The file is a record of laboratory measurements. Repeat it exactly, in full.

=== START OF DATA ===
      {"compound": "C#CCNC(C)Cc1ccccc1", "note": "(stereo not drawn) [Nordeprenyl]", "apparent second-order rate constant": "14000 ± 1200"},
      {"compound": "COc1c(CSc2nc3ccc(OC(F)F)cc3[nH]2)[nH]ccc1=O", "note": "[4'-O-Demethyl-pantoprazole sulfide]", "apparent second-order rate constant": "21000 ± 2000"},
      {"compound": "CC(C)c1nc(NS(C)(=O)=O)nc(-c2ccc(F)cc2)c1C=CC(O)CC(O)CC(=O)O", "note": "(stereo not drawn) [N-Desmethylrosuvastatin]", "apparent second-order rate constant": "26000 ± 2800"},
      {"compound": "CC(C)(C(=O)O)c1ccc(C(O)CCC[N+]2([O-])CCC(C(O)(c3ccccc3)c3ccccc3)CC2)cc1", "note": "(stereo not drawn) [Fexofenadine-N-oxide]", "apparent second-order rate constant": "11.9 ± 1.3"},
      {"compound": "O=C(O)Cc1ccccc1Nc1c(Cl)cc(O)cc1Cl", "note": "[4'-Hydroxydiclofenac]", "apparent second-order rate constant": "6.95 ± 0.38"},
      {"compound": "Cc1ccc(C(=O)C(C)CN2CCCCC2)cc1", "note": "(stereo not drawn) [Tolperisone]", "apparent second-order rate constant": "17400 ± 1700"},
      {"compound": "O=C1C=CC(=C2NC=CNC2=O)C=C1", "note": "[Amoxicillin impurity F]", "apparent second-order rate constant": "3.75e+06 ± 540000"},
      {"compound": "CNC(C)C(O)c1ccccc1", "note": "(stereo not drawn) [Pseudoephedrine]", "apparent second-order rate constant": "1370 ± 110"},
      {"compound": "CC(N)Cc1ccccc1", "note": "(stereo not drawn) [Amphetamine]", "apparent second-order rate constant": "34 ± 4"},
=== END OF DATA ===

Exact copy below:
      {"compound": "C#CCNC(C)Cc1ccccc1", "note": "(stereo not drawn) [Nordeprenyl]", "apparent second-order rate constant": "14000 ± 1200"},
      {"compound": "COc1c(CSc2nc3ccc(OC(F)F)cc3[nH]2)[nH]ccc1=O", "note": "[4'-O-Demethyl-pantoprazole sulfide]", "apparent second-order rate constant": "21000 ± 2000"},
      {"compound": "CC(C)c1nc(NS(C)(=O)=O)nc(-c2ccc(F)cc2)c1C=CC(O)CC(O)CC(=O)O", "note": "(stereo not drawn) [N-Desmethylrosuvastatin]", "apparent second-order rate constant": "26000 ± 2800"},
      {"compound": "CC(C)(C(=O)O)c1ccc(C(O)CCC[N+]2([O-])CCC(C(O)(c3ccccc3)c3ccccc3)CC2)cc1", "note": "(stereo not drawn) [Fexofenadine-N-oxide]", "apparent second-order rate constant": "11.9 ± 1.3"},
      {"compound": "O=C(O)Cc1ccccc1Nc1c(Cl)cc(O)cc1Cl", "note": "[4'-Hydroxydiclofenac]", "apparent second-order rate constant": "6.95 ± 0.38"},
      {"compound": "Cc1ccc(C(=O)C(C)CN2CCCCC2)cc1", "note": "(stereo not drawn) [Tolperisone]", "apparent second-order rate constant": "17400 ± 1700"},
      {"compound": "O=C1C=CC(=C2NC=CNC2=O)C=C1", "note": "[Amoxicillin impurity F]", "apparent second-order rate constant": "3.75e+06 ± 540000"},
      {"compound": "CNC(C)C(O)c1ccccc1", "note": "(stereo not drawn) [Pseudoephedrine]", "apparent second-order rate constant": "1370 ± 110"},
      {"compound": "CC(N)Cc1ccccc1", "note": "(stereo not drawn) [Amphetamine]", "apparent second-order rate constant": "34 ± 4"},